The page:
Happy Birthday Adam Hansen

Much though we admire the stars of the peloton, we also love the riders who put in the hard kilometres to put them in a position to weave their magic, chasing down breaks or setting tempo in the mountains before peeling off, exhausted, only to do it all again day after day. They are the unsung heroes who are commonly referred to as having ‘big engines’, and for every Jens Voigt there are a dozen others such as Orica-GreenEDGE’s Svein Tuft, often seen but rarely noticed and never on the podium.

Well, almost never. What’s that saying about every dog having its day?

Yesterday, on stage seven of the Giro, the dog had a rare sight of a bone and set off after it with the power of a thoroughbred greyhound. On a day whose profile was the dictionary definition of ‘saw-toothed’ and made more treacherous by heavy rain which saw many riders sliding off their bikes, Lotto-Belisol domestique Adam Hansen threw caution to the rain wind, attacked solo and took victory by over a minute.

As the Queenslander himself might say: Good on yer, mate!

Hansen, in his seventh year as a pro, has had the privilege of leading out the two most successful sprinters of his generation: Mark Cavendish and Andre Greipel, having started out alongside both with HTC-Highroad before moving with Greipel to what is now Lotto-Belisol in 2011.

He doesn’t win many races. Yesterday was his first win in nearly three years and only his second in a stage race. But Hansen measures his success in terms of the number of kilometres he covers and the number of victories he sets up for teammates such as Greipel, Jurgen Roelandts, Kenny Dehaes and Jurgen van den Broeck – which is to say rather a lot.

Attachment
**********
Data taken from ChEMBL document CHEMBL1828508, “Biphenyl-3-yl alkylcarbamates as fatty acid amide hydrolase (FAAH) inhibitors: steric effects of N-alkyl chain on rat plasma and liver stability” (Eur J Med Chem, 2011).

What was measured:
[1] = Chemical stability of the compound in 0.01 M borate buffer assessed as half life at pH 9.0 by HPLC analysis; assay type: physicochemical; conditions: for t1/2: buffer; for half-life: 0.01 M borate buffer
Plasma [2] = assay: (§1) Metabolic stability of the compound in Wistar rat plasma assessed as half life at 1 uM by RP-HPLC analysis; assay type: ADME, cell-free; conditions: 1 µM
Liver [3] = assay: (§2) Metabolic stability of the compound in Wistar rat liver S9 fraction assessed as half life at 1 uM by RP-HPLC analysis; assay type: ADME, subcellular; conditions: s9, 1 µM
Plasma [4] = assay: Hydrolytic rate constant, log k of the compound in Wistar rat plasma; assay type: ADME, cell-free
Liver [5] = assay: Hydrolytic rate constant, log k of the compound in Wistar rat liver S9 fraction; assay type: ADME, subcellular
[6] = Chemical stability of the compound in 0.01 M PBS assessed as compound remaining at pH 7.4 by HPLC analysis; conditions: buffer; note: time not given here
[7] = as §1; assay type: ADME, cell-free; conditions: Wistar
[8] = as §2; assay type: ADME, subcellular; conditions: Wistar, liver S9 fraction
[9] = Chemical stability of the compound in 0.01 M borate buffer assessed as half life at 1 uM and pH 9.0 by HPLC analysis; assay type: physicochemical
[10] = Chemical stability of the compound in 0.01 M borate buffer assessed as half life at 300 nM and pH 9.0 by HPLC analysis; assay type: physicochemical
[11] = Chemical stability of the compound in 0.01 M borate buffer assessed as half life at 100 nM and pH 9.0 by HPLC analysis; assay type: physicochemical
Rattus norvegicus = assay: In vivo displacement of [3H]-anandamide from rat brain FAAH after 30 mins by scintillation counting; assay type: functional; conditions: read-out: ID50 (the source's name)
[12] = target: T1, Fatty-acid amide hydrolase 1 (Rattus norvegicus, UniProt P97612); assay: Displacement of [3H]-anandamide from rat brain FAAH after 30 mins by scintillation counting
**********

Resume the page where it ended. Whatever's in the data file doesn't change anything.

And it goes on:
As fans, we love his unselfishness and the fact he is one of cycling’s true hard-men. Hansen was the only man to finish all three grand tours in 2012 (and only the 32nd ever to do this in a single year). That’s a distance approaching 10.000km – or, to put it into context, a quarter of the way around the Equator. He also once finished a stage of the Tour de France (2010, stage one) after an early crash in which he suffered multiple fractures. This is not a man who wants to settle for an easy life!

He’s also one half of cycling’s best Twitter comedy duo. Along with teammate and frequent roommate Greg Henderson, Hansen regularly delights his thousands of followers with little insights into the day-to-day life of a pro cyclist: the pain, the camaraderie, the practical jokes. Henderson was one of the first to congratulate his friend after yesterday’s win:

And the man himself was clearly enjoying his moment in the rain sun:

Adam Hansen is 32 today, having given himself an early birthday present. (Although technically it was already his birthday in his native Queensland.) He’ll be treating himself today by riding a punishing individual time trial. If you see him, give him a pat on the back for me, will you? No one deserves it more.

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